ALL ABOUT RABBITS
A Little History
The House Rabbit
A Quick Glance -
Spaying & Neutering -
Life Expectancy -
Diet -
Handling -
Grooming -
Bonding -
Litter-Training -
Breeds -
Healthcare
Emergencies -  
Recommended Vets in Singapore -
Common Illnesses -
Preventive Measures -
Care for the Sick -
Air Travel with Rabbits
Pregnancy & Rabbits
General Misconceptions
Why Breeding is Bad
Confronting Animal Abuse
 

 



 
 

The House Rabbit
Handling

How to Pick Up Your Rabbit
Taken from the books 'The Essential Rabbit' & 'The Rabbit Handbook'

Contrary to rumor, rabbits should never be picked up by their ears alone. Whenever a rabbit is picked up, it is important to fully support them so that they will feel secure. If the rabbit is frightened or unstable when they are picked up, they may bite, scratch or try to escape. A rabbit that kicks hard with his rear legs while being held or picked up risks fracturing their back. A rabbit's skeleton is very delicate and brittle. This increases their chance for injury. It is for these reasons that you must learn to hold your rabbit properly and securely. (Before you practice picking up and carrying your rabbit, be sure to wear protective clothing. Bare skin and rabbit nails don't mix). Also, some rabbits will become relaxed if cradled on their backs with the head tipped gently backward. This is often the easiest way to trim nails or clean sensitive areas.

AN UPLIFTING EXPERIENCE
By Holly O'Meara, extracted from the House Rabbit Society website

Rabbits can resist being lifted and carried in a number of ways. Reacting instinctively to a predator-like grasp, they may run away, hide, struggle. When caught, they may kick, or launch into space. A normally affectionate rabbit may express indignation by wriggling, stamping, or nipping you. All are attempts by the rabbit to retain solid ground and control of his own fate. Knowing your rabbit "hates to be picked up," it is up to you to teach him to accept it. Here are the basics of lifting your rabbit.

Use the environment to your advantage. The easiest starting place is a small area accessible from the top, such as a top-opening carrier or cage, pen, or small room with no hiding places. More difficult is a cage or carrier with a small side-opening door, or a room with furniture bunny can hide under. Rabbits are good at bracing themselves, and some will attack if cornered. If bunny is underneath something, try coaxing him out with food.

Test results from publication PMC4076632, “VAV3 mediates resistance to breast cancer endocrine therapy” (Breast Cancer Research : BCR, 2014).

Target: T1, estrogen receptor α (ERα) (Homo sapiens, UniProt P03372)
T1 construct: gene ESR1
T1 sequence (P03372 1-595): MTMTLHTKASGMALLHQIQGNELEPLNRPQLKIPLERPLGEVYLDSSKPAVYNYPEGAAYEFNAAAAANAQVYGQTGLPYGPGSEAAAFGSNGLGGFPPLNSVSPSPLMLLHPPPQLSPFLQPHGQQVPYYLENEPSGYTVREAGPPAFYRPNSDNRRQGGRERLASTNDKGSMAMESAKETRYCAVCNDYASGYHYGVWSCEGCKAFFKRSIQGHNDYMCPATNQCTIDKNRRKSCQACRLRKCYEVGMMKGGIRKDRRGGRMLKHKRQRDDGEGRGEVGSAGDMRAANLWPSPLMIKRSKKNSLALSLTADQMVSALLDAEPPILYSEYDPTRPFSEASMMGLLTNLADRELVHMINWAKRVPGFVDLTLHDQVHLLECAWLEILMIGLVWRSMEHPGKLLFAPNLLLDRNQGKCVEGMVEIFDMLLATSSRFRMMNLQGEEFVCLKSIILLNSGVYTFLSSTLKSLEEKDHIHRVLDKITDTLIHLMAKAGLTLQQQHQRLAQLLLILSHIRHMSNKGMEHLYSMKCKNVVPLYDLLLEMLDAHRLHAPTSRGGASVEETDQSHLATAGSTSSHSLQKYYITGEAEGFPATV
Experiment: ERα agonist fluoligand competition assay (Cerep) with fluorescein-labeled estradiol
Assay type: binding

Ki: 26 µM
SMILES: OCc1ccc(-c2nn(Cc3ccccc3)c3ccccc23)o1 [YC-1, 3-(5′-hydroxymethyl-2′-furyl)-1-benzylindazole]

Tail First
If you must pull bunny out, try the backwards method. Pet bunny firmly. Turn him around so his bottom is facing the door you must get him through. Take his chest in one hand to prevent forward movement, and with the other hand, maneuver his hind end towards you. Once you have his hind feet out, the hard part is over.

The Beginner Lift
Now that bunny is out, it's time to lift him. The following are directions (for right- handed people) if you are uncertain, or having trouble lifting your medium-to-large-sized rabbit.

Start with the rabbit on the floor, say, in the bathroom. Approach him slowly and pet him, leaving your hand on his head to discourage escape. Rabbits feel uneasy, and are most likely to struggle, when they are suspended in the air. So be prepared before you lift. Visualize how you want to hold the rabbit once you have lifted him. For example: the rabbit right side up, nose pointed to the left, left side along your midriff, supported by your right arm. Next, slide the rabbit around while he is still on the ground, until he matches this position, i.e. sideways and pointed left. Is he thinking of leaving? Keep your hand on his head, or gently grasp his shoulders. Do not lift by the scruff. If he runs, don't grab him. Follow him, using babytalk to lighten the moment. Wait until he stops, and start again.

1. In a kneeling position, pet with one hand, while sliding the other hand down bunny's side.
2. With your arm at bunny's side, slide it under his torso, while your (petting) hand moves toward his rump.
3. Support bunny's chest with your hand and his torso with your arm. Lift, while the other (unseen) hand supports the rump.
Kneel, and keeping your left hand on his head, bend your torso close to him. Place your right arm along his right side, and put your right hand under his chest. If he accepts this, take your left hand from his head and use it to support his groin. Otherwise, lift using your hand to support the chest, and your arm to support the side and hindquarters. Scoop him to you and hold him firmly there. The key to this method is to position the rabbit within a few inches of you. That way you will shorten the suspended-in-air stage.

 

Repete, s'il Vous Plait

The more you practice, the more confident you will be, and the more readily your rabbit will accept being lifted. If you repeat the above exercise several times in a row, setting bunny down immediately and rewarding him with a treat, his apprehension will decrease. (A rabbit I set down for the third time, ran back and butted me.)

4. Once bunny is lifted, hug him securely against you with one arm, supporting his body and the other arm supporting his hindquarters.
Remember when handling your rabbit to always treat them gently and carefully.
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